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Strategic and Smart Enforcement and Compliance Assurance Shows Results in Cleaner Air, Water and Land--U.S. EPA Announces Fiscal Year 2002 Compliance and Enforcement Accomplishments
Release Date: 01/30/2003
Teresa Libera 202-564-7873 / firstname.lastname@example.org
(01/30/03) The U.S. Environmental Protection Agency (EPA) today released data on its compliance assurance and enforcement results for Fiscal Year 2002. The results show millions of pounds of harmful pollutants will be reduced, cleaned up, or treated, thousands of acres of wetlands will be restored, and cleaner air, water and soil for the American people. For the first time, EPA is reporting on a wider range of results achieved through its enforcement efforts, including data on groundwater, wetlands, and drinking water.
In addition to estimating the pounds of pollution to be reduced (261 million) and pounds of contaminated soil to be treated (513 million) as it has in previous years, EPA is now measuring gallons of contaminated groundwater to be treated (2.8 billion gallons), acres of wetlands that will be restored (40,000), and the number of people served by drinking water systems that will be brought into compliance (3.15 million) as a result of enforcement activity in FY2002. These measures provide a more thorough and accurate profile of the environmental protection results achieved through EPA=s program to enforce the nation=s environmental laws. These new measures are important information for the public, and are in keeping with the Administration=s emphasis on greater transparency as a tool to achieve compliance.
The President is requesting for FY2004 a $503 million enforcement and compliance program budget, which is a $21 million increase over the FY2003 request. This request will include funding for 100 additional full-time employees to enhance EPA=s compliance monitoring and civil enforcement program.
Also notable in FY2002 is a 26 percent increase in the number companies self disclosing environmental violations. In FY2002, EPA saw 500 companies self disclosing violations in comparison to 397 in FY2001. Many of these disclosures came from tailored initiatives to improve environmental management. In the past five years, the number of companies self disclosing violations has increased by 150 percent from 200 in 1998 to 500 in FY2002.
EPA also saw a rise in the number of compliance inspections, a five percent increase in the number of referrals of cases to the Department of Justice for civil judicial enforcement action, and 674 criminal cases initiated, which include 484 environmental crime cases and 190 counter- terrorism cases. These cases are the most significant, result in larger benefits for public health and the environment, and reflect the Administration=s strong emphasis on enforcement.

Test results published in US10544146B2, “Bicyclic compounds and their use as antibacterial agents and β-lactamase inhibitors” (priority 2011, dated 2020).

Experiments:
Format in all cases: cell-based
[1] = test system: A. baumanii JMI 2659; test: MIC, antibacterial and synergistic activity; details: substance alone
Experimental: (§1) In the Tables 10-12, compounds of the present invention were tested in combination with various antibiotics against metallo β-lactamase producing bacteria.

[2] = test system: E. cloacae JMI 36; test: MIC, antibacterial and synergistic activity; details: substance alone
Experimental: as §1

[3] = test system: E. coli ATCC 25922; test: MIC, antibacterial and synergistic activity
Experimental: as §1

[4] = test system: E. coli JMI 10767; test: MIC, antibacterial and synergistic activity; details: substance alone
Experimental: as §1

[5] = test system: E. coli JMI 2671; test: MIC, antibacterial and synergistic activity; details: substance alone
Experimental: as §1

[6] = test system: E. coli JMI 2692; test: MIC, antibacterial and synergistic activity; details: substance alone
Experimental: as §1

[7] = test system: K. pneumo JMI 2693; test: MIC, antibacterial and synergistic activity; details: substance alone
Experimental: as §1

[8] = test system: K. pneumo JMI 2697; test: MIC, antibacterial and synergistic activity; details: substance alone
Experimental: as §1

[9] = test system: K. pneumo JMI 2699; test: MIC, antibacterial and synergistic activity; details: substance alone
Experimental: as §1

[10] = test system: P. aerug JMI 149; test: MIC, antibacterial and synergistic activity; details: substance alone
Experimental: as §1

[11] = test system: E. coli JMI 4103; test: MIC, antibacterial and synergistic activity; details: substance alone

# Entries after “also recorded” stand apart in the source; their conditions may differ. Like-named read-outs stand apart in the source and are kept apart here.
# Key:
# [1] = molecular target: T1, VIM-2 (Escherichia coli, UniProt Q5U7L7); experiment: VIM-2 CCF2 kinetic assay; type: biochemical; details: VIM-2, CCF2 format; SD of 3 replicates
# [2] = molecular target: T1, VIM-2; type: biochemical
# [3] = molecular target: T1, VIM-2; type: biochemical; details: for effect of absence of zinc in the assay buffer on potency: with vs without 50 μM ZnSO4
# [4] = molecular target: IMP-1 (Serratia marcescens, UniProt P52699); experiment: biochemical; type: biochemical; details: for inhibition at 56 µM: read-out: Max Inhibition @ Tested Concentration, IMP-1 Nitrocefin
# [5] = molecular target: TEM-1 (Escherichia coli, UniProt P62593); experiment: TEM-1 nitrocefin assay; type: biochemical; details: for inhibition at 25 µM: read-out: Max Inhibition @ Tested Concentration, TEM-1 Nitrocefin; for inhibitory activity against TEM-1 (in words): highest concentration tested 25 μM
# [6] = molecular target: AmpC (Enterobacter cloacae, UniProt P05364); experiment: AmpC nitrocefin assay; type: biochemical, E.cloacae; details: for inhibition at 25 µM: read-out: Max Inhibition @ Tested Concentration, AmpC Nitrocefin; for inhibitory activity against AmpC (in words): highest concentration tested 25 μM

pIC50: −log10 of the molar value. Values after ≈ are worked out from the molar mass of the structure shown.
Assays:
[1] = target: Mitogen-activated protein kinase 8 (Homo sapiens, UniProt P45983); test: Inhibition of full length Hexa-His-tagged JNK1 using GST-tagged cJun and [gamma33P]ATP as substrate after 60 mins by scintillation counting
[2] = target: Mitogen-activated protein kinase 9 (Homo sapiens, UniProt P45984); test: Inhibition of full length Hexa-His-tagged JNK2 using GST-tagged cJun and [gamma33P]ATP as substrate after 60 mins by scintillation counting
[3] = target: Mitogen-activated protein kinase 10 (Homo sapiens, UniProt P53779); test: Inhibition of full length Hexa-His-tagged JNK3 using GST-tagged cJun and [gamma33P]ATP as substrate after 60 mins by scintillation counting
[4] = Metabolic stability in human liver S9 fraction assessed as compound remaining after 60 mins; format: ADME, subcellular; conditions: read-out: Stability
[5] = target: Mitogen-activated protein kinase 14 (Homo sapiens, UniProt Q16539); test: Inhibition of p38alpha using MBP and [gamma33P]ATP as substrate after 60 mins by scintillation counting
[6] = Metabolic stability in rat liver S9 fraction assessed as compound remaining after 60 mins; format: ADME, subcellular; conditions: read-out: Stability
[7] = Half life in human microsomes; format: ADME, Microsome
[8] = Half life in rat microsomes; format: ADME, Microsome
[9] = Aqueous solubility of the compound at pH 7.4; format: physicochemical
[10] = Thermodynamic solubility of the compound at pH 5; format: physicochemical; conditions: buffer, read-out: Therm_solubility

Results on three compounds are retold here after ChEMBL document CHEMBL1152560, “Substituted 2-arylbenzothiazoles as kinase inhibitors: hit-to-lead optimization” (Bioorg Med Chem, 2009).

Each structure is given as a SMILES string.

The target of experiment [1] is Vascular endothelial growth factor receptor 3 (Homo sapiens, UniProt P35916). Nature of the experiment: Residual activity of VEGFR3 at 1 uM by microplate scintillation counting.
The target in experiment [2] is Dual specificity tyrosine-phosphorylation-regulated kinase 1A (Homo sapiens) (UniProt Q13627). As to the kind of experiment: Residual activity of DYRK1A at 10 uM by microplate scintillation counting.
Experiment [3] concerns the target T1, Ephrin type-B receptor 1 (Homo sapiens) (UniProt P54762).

EPA settlement of enforcement cases in FY2002 will bring important benefits for public health and the environment. As a result of these enforcement settlements, almost $4 billion in injunctive relief will go toward the clean up of polluted sites and protection against further environmental harm. The amount of injunctive relief that will be undertaken as a result of EPA=s enforcement actions in the last two years combined is the highest on record. AThis is an enormous amount of money that is going directly to the clean up and enhanced protection of our air, land and water for future generations,@ said John Peter Suarez, EPA=s Assistant Administrator for Enforcement and Compliance Assurance.
EPA=s FY2002 enforcement and compliance results include:
$ 2.8 billion gallons of contaminated groundwater to be treated, and nearly 774 million pounds of pollutants to be reduced, treated, or managed;
$ Drinking waters systems serving approximately three million people will be brought into compliance;
$ 40 thousand acres of wetlands to be restored;
$ Over 37 million pounds of sulfur dioxide to be removed from the air;
$ Nearly $4 billion committed by violators to correct violations, restore the environment, and prevent future damage;
$ 215 years behind bars for criminals who willfully or knowingly broke the law;
$ More than 17,600 compliance inspections conducted by EPA across the nation;
$ More than one half-million businesses and individuals received assistance to help them comply with environmental laws; and
$ $144 million in administrative, criminal and civil judicial penalties.
AOur accomplishments this past year clearly demonstrate the Administration=s commitment to a vigorous enforcement and compliance assurance program that produces environmental and public health results. Much credit goes to our strong partnerships with states, tribes, local governments, and private citizens,@ said Suarez.
More information about EPA=s enforcement and compliance programs and its can be found accomplishments at https://www.epa.gov/compliance.